This week I’ll give my last paper as PhD student at one of the Postgraduate Forum at York. Entitled ‘The narratives and continuities of Movements’, the paper examines Stravinsky’s Movements for piano and orchestra.
Here’s the abstract:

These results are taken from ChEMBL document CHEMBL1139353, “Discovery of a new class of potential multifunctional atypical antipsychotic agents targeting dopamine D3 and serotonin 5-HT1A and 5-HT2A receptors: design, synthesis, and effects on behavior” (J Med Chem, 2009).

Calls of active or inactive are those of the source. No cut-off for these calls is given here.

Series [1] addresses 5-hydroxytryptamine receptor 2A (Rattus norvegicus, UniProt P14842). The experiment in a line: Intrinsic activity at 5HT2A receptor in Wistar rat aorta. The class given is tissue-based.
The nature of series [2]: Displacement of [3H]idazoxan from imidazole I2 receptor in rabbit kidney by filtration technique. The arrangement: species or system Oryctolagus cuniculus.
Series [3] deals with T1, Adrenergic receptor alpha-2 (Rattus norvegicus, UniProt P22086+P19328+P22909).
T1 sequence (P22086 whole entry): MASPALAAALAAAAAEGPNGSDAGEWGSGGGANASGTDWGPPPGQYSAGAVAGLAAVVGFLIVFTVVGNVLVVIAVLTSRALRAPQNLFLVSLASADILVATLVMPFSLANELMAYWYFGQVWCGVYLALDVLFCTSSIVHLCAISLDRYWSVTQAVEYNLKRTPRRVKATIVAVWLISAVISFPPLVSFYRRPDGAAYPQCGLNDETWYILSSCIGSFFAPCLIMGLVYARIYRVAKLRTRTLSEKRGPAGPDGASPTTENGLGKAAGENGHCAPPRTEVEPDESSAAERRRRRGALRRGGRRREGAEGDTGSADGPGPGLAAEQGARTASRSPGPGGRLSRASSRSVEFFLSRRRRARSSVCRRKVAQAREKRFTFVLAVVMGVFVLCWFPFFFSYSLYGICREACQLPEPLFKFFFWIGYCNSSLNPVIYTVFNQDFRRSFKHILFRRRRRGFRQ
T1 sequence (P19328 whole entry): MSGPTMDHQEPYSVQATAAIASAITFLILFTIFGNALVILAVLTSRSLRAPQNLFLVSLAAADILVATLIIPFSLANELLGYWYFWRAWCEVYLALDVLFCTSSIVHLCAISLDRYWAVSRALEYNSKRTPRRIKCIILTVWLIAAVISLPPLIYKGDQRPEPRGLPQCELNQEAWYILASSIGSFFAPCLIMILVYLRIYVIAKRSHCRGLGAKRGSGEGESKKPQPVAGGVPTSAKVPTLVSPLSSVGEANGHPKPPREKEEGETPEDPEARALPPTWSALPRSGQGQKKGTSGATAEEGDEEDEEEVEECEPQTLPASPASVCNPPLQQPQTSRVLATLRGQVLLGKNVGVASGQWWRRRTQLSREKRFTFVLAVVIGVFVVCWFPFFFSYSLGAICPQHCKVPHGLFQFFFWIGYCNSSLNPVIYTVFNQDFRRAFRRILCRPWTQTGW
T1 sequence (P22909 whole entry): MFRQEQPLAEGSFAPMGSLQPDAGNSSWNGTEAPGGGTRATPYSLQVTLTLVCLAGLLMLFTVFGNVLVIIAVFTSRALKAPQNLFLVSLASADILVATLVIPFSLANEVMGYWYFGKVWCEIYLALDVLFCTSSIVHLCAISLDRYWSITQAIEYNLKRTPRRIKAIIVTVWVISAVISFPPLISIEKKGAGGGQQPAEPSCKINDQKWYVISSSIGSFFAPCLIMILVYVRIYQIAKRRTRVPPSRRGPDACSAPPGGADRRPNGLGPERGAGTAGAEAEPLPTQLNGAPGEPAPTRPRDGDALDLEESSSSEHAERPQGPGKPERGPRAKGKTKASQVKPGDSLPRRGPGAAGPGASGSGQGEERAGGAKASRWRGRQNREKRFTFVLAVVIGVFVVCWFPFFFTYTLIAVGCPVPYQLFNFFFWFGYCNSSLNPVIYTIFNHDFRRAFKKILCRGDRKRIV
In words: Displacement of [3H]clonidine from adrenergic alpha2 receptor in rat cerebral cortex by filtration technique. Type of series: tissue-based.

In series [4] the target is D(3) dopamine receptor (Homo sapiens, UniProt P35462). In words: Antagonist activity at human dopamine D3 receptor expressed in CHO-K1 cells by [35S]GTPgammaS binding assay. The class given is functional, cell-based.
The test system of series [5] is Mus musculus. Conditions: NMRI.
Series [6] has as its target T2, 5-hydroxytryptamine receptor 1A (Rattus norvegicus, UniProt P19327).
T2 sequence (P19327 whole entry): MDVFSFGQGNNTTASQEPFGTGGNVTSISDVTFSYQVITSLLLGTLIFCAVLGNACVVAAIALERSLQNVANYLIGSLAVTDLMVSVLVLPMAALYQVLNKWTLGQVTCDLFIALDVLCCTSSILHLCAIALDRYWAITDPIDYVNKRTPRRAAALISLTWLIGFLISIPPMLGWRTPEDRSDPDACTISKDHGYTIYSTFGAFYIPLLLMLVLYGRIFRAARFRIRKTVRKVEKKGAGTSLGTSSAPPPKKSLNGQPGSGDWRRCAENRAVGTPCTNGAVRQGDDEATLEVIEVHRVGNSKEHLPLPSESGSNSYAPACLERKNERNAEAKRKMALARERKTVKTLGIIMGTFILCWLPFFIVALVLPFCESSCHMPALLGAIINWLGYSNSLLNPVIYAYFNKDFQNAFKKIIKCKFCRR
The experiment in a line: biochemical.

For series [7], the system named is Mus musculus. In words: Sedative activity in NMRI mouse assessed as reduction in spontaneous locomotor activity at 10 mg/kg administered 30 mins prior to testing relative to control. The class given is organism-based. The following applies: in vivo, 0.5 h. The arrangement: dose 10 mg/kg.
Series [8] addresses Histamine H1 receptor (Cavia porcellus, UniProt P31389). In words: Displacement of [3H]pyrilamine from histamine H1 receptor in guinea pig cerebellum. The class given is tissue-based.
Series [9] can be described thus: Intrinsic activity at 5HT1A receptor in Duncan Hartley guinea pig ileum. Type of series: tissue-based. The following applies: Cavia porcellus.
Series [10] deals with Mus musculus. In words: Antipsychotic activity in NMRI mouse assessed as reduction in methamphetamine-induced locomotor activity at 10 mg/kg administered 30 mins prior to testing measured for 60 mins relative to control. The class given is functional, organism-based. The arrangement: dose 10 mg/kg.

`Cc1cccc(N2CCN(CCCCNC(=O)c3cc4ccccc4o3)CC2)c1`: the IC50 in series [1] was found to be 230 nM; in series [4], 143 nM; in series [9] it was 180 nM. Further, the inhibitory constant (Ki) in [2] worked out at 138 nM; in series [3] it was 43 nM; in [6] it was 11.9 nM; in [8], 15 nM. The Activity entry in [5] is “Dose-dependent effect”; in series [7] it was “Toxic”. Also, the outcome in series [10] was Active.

Although the culmination of his idiosyncratic late style would come with the 1966 masterpiece Requiem Canticles, Stravinsky’s Movements for piano and orchestra (1958-59) represents one of his first works not simply to use serial technique, but to involve itself in a meaningful dialogue with the methods and aesthetics of the Second Viennese School. This is a serial work which critiques Schoenberg, reveres Webern and ultimately embraces Stravinsky. In this paper, facets of Movements will be identified which reflect its dialogue with music of the past, as it is placed in the somewhat uneasy context of serialism. In so doing, it will be argued that Movements reflects the composer’s ‘neoclassical’ tendencies as much as it presents an embryonic version of truly Stravinskian serialism. Issues of form, melody and reference within the piece will be highlighted to demonstrate the sense of continuity present despite the work’s block-like form. These extrinsic and intrinsic narratives will be brought together to give an understanding of what Eric Walter White called one of Stravinsky’s ‘most hermetic’ works.